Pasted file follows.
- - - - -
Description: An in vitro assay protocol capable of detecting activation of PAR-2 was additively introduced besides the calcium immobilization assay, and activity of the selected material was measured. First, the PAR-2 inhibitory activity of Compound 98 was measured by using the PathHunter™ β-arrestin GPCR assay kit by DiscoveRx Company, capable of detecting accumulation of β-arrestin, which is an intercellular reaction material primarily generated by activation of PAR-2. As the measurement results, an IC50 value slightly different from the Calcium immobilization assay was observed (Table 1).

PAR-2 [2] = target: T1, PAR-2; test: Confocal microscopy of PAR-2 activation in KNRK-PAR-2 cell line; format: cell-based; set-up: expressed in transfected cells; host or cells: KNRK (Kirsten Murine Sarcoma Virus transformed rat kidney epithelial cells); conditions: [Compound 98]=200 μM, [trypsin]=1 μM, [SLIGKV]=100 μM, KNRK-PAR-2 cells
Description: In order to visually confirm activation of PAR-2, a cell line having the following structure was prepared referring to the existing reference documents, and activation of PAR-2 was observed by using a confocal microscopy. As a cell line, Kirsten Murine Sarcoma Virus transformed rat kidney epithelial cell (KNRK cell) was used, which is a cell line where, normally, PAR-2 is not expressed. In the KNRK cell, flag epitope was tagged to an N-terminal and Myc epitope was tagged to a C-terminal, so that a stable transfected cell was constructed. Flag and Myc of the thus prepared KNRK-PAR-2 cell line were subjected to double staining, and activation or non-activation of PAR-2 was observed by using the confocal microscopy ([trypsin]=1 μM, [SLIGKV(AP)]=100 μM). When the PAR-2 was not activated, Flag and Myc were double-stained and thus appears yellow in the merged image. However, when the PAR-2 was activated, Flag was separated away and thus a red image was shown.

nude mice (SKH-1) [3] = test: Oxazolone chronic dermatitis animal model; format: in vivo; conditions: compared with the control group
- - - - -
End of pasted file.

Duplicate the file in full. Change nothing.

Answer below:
Description: An in vitro assay protocol capable of detecting activation of PAR-2 was additively introduced besides the calcium immobilization assay, and activity of the selected material was measured. First, the PAR-2 inhibitory activity of Compound 98 was measured by using the PathHunter™ β-arrestin GPCR assay kit by DiscoveRx Company, capable of detecting accumulation of β-arrestin, which is an intercellular reaction material primarily generated by activation of PAR-2. As the measurement results, an IC50 value slightly different from the Calcium immobilization assay was observed (Table 1).

PAR-2 [2] = target: T1, PAR-2; test: Confocal microscopy of PAR-2 activation in KNRK-PAR-2 cell line; format: cell-based; set-up: expressed in transfected cells; host or cells: KNRK (Kirsten Murine Sarcoma Virus transformed rat kidney epithelial cells); conditions: [Compound 98]=200 μM, [trypsin]=1 μM, [SLIGKV]=100 μM, KNRK-PAR-2 cells
Description: In order to visually confirm activation of PAR-2, a cell line having the following structure was prepared referring to the existing reference documents, and activation of PAR-2 was observed by using a confocal microscopy. As a cell line, Kirsten Murine Sarcoma Virus transformed rat kidney epithelial cell (KNRK cell) was used, which is a cell line where, normally, PAR-2 is not expressed. In the KNRK cell, flag epitope was tagged to an N-terminal and Myc epitope was tagged to a C-terminal, so that a stable transfected cell was constructed. Flag and Myc of the thus prepared KNRK-PAR-2 cell line were subjected to double staining, and activation or non-activation of PAR-2 was observed by using the confocal microscopy ([trypsin]=1 μM, [SLIGKV(AP)]=100 μM). When the PAR-2 was not activated, Flag and Myc were double-stained and thus appears yellow in the merged image. However, when the PAR-2 was activated, Flag was separated away and thus a red image was shown.

nude mice (SKH-1) [3] = test: Oxazolone chronic dermatitis animal model; format: in vivo; conditions: compared with the control group